In many ways we were behind the times here in what seemed a protected backwater of family, church and patriotic convictions.
As the Vietnam War, Civil Rights, the youth movement and counter-revolution began to bring into focus a widening gap between the conservative mores of the ’50s and the younger generation, many of the old traditions were brought into question.
Even at Cherokee High School, there were signs of the changing times.
But one arena remained insulated from the cultural and societal river of changes, and that was high school football.
My freshman year at Cherokee opened a new social portal in my life under the Friday night lights, and for the next four years those 10 or so nights each fall became the apex of my week, and that of what seemed like most of the school.
It didn’t seem to matter that we never had a powerhouse team, a statistic that must have had many scratching their heads.
We were a farming community, with big guys who should have been dominating the field of sports. Somehow that never seemed to happen.
But it didn’t stop the excitement that would build as football season approached.
Warrior colors were proudly displayed in windows of businesses, people sported the red and white with conviction.
In those days Cherokee High was the only high school in the county, and that meant the entire community would get behind the team, from Free Home to Woodstock to Hickory Flat to Canton.
For once our community became united.
Fall always brings a quickening of the senses, a feeling that things are about to happen, as the air turns a little crisp and the days get a little shorter.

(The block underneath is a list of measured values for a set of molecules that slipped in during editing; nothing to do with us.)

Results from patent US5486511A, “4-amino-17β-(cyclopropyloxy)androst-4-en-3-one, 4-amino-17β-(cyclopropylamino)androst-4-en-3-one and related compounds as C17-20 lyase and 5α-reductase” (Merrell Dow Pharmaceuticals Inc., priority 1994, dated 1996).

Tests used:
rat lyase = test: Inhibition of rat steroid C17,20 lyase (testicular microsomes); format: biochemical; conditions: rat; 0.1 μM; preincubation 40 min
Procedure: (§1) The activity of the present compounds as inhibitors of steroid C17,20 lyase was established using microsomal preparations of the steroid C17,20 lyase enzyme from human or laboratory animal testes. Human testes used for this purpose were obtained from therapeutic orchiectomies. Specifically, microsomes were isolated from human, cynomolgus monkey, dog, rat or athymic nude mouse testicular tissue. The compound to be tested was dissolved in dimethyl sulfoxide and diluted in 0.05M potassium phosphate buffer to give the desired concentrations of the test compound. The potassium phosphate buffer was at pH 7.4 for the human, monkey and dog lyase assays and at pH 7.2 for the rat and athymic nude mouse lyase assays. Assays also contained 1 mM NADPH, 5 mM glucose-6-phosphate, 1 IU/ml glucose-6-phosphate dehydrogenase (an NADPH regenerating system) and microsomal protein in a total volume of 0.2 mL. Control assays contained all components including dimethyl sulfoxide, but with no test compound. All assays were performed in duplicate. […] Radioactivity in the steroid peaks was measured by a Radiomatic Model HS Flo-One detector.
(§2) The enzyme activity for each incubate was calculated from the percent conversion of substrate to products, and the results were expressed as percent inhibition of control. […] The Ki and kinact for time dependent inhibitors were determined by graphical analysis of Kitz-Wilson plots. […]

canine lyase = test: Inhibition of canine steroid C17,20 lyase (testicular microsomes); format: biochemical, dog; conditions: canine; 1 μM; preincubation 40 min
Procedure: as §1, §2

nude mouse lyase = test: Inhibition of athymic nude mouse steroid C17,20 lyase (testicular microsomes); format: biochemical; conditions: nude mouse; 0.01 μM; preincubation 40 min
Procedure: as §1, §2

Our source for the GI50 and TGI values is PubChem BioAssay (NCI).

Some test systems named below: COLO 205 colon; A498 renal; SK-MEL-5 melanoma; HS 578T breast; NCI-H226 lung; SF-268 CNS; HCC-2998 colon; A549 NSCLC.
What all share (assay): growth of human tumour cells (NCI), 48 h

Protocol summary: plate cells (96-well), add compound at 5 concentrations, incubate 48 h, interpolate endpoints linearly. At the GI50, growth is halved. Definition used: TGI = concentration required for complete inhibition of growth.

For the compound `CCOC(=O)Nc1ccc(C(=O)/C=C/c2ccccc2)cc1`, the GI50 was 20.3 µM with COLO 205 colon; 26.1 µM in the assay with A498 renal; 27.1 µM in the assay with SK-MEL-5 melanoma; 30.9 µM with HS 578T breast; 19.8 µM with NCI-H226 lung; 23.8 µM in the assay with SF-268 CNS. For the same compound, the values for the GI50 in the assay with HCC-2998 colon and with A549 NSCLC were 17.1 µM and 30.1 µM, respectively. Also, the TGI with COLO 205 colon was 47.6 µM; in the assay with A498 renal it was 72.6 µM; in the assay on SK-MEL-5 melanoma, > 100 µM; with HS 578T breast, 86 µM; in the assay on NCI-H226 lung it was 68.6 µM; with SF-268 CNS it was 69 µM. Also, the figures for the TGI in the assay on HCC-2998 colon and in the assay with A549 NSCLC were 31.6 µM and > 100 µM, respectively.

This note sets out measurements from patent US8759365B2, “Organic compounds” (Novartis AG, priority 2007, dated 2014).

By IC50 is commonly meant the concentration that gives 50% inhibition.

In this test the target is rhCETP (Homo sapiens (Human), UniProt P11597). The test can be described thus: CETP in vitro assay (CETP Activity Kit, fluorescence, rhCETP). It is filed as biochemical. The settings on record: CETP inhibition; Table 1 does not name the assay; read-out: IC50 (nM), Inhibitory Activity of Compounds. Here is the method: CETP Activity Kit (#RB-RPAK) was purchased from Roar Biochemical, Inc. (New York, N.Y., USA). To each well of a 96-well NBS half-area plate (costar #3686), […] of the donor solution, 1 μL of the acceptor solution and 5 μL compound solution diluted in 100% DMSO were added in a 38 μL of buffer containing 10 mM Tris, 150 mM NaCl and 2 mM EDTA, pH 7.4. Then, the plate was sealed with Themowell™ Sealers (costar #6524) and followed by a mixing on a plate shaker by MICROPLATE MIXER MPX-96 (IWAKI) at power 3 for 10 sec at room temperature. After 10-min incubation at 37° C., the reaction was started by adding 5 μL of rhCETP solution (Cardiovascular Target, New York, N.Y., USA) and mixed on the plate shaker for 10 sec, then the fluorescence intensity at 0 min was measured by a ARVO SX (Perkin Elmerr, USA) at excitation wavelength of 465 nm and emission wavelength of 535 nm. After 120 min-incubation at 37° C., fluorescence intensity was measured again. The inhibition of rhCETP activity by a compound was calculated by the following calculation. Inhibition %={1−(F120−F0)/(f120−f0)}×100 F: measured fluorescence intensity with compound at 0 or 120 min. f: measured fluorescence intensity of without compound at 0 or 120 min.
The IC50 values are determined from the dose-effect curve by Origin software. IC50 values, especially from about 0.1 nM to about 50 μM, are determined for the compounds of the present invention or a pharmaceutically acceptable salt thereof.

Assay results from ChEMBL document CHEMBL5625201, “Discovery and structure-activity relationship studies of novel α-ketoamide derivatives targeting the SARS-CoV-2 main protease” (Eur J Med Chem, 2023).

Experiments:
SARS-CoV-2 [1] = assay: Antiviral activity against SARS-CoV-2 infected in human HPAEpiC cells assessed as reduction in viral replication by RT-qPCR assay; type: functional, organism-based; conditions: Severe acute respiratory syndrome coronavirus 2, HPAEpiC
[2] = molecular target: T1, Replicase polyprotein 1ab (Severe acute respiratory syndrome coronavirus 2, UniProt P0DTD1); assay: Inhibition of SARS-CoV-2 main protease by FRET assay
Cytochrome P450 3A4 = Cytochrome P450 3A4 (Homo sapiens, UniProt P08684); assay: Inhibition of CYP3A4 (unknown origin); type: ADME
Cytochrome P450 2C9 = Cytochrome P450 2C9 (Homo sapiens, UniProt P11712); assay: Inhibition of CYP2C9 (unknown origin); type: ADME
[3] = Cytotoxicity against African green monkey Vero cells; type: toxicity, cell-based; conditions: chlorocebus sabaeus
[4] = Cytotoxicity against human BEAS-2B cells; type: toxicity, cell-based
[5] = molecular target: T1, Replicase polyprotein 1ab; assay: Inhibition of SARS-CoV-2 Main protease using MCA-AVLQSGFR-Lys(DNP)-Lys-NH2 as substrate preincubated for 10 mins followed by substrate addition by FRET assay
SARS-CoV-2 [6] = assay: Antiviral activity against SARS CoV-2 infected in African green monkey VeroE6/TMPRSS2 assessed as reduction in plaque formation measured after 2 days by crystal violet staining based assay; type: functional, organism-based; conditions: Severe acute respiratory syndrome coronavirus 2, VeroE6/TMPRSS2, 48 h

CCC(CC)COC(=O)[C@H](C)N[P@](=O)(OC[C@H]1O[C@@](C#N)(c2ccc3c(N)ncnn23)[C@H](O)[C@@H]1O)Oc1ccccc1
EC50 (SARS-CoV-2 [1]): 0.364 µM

On Friday afternoons, that tension seemed to stretch, as the entire student body waited for sixth period to end early and everyone to pour out of the classrooms in all four halls of the school and walk along the crosswalks to the gymnasium.
There, the cheerleaders, football players and coaches would already be assembled, waiting like the stars of the night to play their roles.
We crowded the bleachers, eager to cheer them on and participate. There was no innuendo of detachment, no peer pressure to look down one’s nose at the proceedings.
After school everyone would head to town to the Canton Drug Store and the famed Warrior Room, where everything in the place that could be was colored in red and white, the booths, the stools, the white marble counter.
The art on the walls immortalized the Cherokee Warriors and the swarm of teens sported letter jackets and shirts and blouses in the team colors.
The place was a living shrine to Cherokee High football and that was how it should be, in all our minds.
Youth dominated the scene, with the occasional businessman or housewife stopping in for a cup of coffee or a milkshake looking strangely out of place.
Soon it was time to pile into the vehicles of those who had them and head over to the game.
The band blaring out the alma mater, the stands packed with families and fans of all ages, the touch of cool air rolling up from the Etowah River charged the night air with anticipation.
And then they came, those football players who would engage in battle that night to carry our colors forward, rushing onto the field through a path created by the cheerleaders to the roar of the crowd.
Later, win or lose, most of the students who came out to watch the game would drift over to the gym for a sock hop or jump back into cars to cruise the Burger Chief, the popular fast food joint named in honor of the teams at the local high school.
Somehow those football nights drew us all together, solidified not only our school spirit but our community pride.
Whatever undercurrents or causes or issues were dividing us, high school football brought us all back together.
In a changing time, it was gratifying that some things remained the same.
And still do.
A million years seem to have gone by since those days when I first went to high school, and while so much has changed dramatically, some things don’t change at all.
There are now six high schools fielding teams in Cherokee County, with the new River Ridge High taking to the field as a varsity team for the first time this year.
As the football season kicks off a new year, memories will be made that will last a lifetime.
Rebecca Johnston is managing editor of The Cherokee Tribune.